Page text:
combined processes as fluidized biofilm process-chemi-
cal coagulation-electrochemical oxidation [15] or acti-
vated carbon and sequencing batch reactor (SBR) [12].
However studies and investigations on other options of
wastewater treatments such as ozonation or advanced
oxidation processes (AOPs) are necessary to remove the
color completely [3].
The use of ozone in wastewater treatment results of
interest because there is no sludge production; the per-
formance is very easy; the required space is small and
residual ozone can be easily decomposed to oxygen and
water [13]. Regarding the AOPs, they are based on the
generation of hydroxyl radicals in water. These radicals
are highly reactive and nonselective oxidants that can
oxidize different organic compounds [13].
Most studies about AOPs are focalized in photocata-
lytic oxidation, Fenton (FO), photo-Fenton and ozone
oxidation have been attempted individually or combined
with UV, TiO2 or H2O2 oxidants to decolorize the textile
wastewater [1,13,16-19] but there are no many studies to
treat to decolorate with ozone and other catalyst as cop-
per, zinc , si l ver or nicke l [ 20].
In this work we propose to assess the discoloration rate
of different synthetic wastewaters as a function of pH,
dye concentration (methylene blue (MB) [9]) and reac-
tion time. A comparison of discoloration rate between
conventional ozonation and catalytic ozonation salts of
copper, zinc, silver and nickel was also performed.
2. Introduction
2.1. Chemicals
The substrate of the reaction, methylene blue
(C16H18ClN3S·(2-3)·H2O; MW 319.9 g/mol (d.b.)), was
purchased from Prolabo (VWR Prolabo, Fontenay-sous-
Bois, France), was employed without further purification.
Zinc oxide (ZnO), copper (II) sulfate pentahydrate (Cu-
SO4·5H2O), potassium iodide (KI), sodium hydroxide
(NaOH) and sulfuric acid (H2SO4) were obtained from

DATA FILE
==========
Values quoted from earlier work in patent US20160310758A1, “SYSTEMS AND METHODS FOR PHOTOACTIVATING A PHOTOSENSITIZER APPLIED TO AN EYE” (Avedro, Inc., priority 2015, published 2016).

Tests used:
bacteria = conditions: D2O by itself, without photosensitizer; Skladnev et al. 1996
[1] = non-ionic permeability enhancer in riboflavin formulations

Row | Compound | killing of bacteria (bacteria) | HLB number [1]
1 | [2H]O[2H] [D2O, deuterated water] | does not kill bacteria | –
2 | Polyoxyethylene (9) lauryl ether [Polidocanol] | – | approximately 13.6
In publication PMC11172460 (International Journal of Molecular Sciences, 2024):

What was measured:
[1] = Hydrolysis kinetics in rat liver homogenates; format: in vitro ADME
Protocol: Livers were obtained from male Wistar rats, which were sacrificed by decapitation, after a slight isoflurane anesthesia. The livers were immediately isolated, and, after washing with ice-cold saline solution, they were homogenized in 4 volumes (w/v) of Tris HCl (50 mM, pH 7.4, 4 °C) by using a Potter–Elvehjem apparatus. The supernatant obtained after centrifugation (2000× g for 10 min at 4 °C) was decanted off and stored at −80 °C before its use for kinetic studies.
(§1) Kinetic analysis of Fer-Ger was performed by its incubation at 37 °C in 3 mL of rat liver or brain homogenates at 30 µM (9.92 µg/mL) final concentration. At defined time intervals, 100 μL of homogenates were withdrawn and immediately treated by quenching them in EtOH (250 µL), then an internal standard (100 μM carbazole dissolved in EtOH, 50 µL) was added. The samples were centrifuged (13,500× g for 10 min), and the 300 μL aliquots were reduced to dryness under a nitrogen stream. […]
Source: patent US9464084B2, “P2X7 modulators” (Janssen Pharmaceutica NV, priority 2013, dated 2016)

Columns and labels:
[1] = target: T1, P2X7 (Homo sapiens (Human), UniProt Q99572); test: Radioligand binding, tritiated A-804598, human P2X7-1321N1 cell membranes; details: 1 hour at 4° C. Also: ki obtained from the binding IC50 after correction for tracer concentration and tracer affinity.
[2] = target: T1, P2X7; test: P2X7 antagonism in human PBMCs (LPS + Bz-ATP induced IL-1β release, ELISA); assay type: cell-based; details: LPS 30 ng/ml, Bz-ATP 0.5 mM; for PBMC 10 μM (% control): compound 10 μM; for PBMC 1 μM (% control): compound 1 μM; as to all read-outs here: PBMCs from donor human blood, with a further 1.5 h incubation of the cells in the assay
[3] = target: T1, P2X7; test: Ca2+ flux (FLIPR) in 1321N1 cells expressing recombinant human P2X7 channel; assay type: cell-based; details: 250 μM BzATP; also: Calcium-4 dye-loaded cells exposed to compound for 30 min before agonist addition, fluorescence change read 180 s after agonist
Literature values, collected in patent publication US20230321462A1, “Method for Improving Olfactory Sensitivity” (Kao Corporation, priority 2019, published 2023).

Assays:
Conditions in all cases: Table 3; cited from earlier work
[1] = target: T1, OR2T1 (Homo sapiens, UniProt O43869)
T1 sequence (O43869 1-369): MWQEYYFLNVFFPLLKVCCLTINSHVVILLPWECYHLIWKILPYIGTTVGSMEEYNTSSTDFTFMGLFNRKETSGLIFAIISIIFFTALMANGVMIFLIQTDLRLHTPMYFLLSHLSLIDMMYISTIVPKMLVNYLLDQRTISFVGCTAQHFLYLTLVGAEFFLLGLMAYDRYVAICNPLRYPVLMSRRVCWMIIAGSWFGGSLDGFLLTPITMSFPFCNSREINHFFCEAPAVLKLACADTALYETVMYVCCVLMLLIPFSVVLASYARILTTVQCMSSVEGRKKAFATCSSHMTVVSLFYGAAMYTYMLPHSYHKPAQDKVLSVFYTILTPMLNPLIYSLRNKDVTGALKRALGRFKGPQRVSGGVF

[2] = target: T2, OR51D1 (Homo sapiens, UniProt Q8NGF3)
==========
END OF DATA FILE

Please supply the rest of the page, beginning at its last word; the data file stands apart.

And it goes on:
Prolabo too.
Other reagents, as Zinc sulfate heptahydrate
(ZnSO4·7H2O), titanium dioxide (TiO2), nickel (II) sul-
fate hexahydrate (NiSO4·6H2O), copper (II) sulfate an-
hydrous (CuSO4) and silver sulfate (AgSO4) were pur-
chased from Merck (Darm st adt , Ge rmany).
2.2. Ozonation System
The laboratory system used is depicted in Figure 1. It
consisted in two columns: the first column (ozonation
reactor) was a PVC pipe with a diameter of 3.5 cm and a
height of 1 m. The experimental volume was fixed at 500
mL and presented an outlet at the bottom for the sample
extraction, as well as an upper connection to the second
column for the outflow of ozone in excess.
Figure 1. Schematic diagram of reactor system.
This second reactor, with the same dimensions and
volume than the first one contained a solution of 2% IK.
Ozone was generated directly from oxygen in air by a
G300 Hidro device (ZonoSistem, Cádiz, Spain). The
average gas flow generated was 0.76 L/min, with an av-
erage generation rate of 0.86 mg O3/min, thus, the O3
concentration in the inlet of the first reactor inlet was
1.14 mg/L.
2.3. Experimental Design
2.3.1. Direct Ozonation Process
For the optimization of the ozonation process of colored
solutions, it was used a central composite (CCD) expe-
rimental design with five replicates of the center point
resulting in a 19 runs to evaluate the influence of the in-
dependent variables at different ranges: pH (3.3 - 11.7),
methylene blue concentration (7.9 - 92.0 mg/L) and reac-
tion time (9.5 - 110.4 min). Natural and coded variables
are shown in Table 1. The response considered was the
final absorbance in order to calculate the color reduction.
The effect of these three independent variables on col-
or reduction was studied trough a Response Surface Me-
thodology (RSM). The use of RSM is useful for model-
ing and analysing when a response is influenced by sev-
eral variables and the objective is to optimize this re-
sponse [21].
2.3.2. Catalyst-Assisted Oz o nation Process
In the catalyst-assisted ozonation, the laboratory system,
the MB solution volume and the ozone concentration
were the same than used in the direct ozonation. The MB
concentration, pH and the reaction time were fixed to
100 mg/L, 5.5 and 15 min, respectively.